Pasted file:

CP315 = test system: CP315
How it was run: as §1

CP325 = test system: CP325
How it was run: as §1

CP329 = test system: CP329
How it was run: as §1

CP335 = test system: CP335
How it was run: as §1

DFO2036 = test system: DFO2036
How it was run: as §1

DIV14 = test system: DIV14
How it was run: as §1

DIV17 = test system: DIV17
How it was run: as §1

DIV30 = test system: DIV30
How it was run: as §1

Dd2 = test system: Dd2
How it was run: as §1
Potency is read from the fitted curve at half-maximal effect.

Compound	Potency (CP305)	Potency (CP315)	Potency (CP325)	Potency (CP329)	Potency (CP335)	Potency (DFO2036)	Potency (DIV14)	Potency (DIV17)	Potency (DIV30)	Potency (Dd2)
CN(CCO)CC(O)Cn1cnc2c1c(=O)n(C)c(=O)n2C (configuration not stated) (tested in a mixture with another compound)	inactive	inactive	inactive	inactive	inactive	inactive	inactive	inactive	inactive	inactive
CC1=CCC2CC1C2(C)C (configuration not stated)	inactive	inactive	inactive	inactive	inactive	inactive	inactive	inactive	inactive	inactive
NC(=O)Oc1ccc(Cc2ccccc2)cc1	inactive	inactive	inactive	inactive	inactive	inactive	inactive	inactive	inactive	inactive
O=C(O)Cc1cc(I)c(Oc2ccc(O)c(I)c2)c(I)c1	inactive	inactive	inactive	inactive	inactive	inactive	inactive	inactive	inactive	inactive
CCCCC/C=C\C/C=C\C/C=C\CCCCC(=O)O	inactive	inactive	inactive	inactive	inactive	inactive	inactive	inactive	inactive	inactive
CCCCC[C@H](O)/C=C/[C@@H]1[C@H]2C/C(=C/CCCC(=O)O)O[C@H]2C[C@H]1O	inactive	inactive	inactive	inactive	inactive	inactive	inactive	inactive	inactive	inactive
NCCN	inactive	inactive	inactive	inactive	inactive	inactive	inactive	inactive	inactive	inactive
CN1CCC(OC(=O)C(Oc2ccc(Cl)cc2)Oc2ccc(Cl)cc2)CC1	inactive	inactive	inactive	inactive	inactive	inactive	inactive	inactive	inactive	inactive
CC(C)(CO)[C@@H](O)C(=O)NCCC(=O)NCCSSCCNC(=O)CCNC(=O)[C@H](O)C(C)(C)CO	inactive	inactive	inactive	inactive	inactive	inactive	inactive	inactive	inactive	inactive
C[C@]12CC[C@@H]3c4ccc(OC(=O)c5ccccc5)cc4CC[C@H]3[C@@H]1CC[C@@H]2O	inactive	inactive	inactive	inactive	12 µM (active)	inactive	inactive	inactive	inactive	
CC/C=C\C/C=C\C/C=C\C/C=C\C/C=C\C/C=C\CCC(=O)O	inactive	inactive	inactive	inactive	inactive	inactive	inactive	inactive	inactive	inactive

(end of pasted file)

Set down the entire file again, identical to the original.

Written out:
CP315 = test system: CP315
How it was run: as §1

CP325 = test system: CP325
How it was run: as §1

CP329 = test system: CP329
How it was run: as §1

CP335 = test system: CP335
How it was run: as §1

DFO2036 = test system: DFO2036
How it was run: as §1

DIV14 = test system: DIV14
How it was run: as §1

DIV17 = test system: DIV17
How it was run: as §1

DIV30 = test system: DIV30
How it was run: as §1

Dd2 = test system: Dd2
How it was run: as §1
Potency is read from the fitted curve at half-maximal effect.

Compound	Potency (CP305)	Potency (CP315)	Potency (CP325)	Potency (CP329)	Potency (CP335)	Potency (DFO2036)	Potency (DIV14)	Potency (DIV17)	Potency (DIV30)	Potency (Dd2)
CN(CCO)CC(O)Cn1cnc2c1c(=O)n(C)c(=O)n2C (configuration not stated) (tested in a mixture with another compound)	inactive	inactive	inactive	inactive	inactive	inactive	inactive	inactive	inactive	inactive
CC1=CCC2CC1C2(C)C (configuration not stated)	inactive	inactive	inactive	inactive	inactive	inactive	inactive	inactive	inactive	inactive
NC(=O)Oc1ccc(Cc2ccccc2)cc1	inactive	inactive	inactive	inactive	inactive	inactive	inactive	inactive	inactive	inactive
O=C(O)Cc1cc(I)c(Oc2ccc(O)c(I)c2)c(I)c1	inactive	inactive	inactive	inactive	inactive	inactive	inactive	inactive	inactive	inactive
CCCCC/C=C\C/C=C\C/C=C\CCCCC(=O)O	inactive	inactive	inactive	inactive	inactive	inactive	inactive	inactive	inactive	inactive
CCCCC[C@H](O)/C=C/[C@@H]1[C@H]2C/C(=C/CCCC(=O)O)O[C@H]2C[C@H]1O	inactive	inactive	inactive	inactive	inactive	inactive	inactive	inactive	inactive	inactive
NCCN	inactive	inactive	inactive	inactive	inactive	inactive	inactive	inactive	inactive	inactive
CN1CCC(OC(=O)C(Oc2ccc(Cl)cc2)Oc2ccc(Cl)cc2)CC1	inactive	inactive	inactive	inactive	inactive	inactive	inactive	inactive	inactive	inactive
CC(C)(CO)[C@@H](O)C(=O)NCCC(=O)NCCSSCCNC(=O)CCNC(=O)[C@H](O)C(C)(C)CO	inactive	inactive	inactive	inactive	inactive	inactive	inactive	inactive	inactive	inactive
C[C@]12CC[C@@H]3c4ccc(OC(=O)c5ccccc5)cc4CC[C@H]3[C@@H]1CC[C@@H]2O	inactive	inactive	inactive	inactive	12 µM (active)	inactive	inactive	inactive	inactive	
CC/C=C\C/C=C\C/C=C\C/C=C\C/C=C\C/C=C\CCC(=O)O	inactive	inactive	inactive	inactive	inactive	inactive	inactive	inactive	inactive	inactive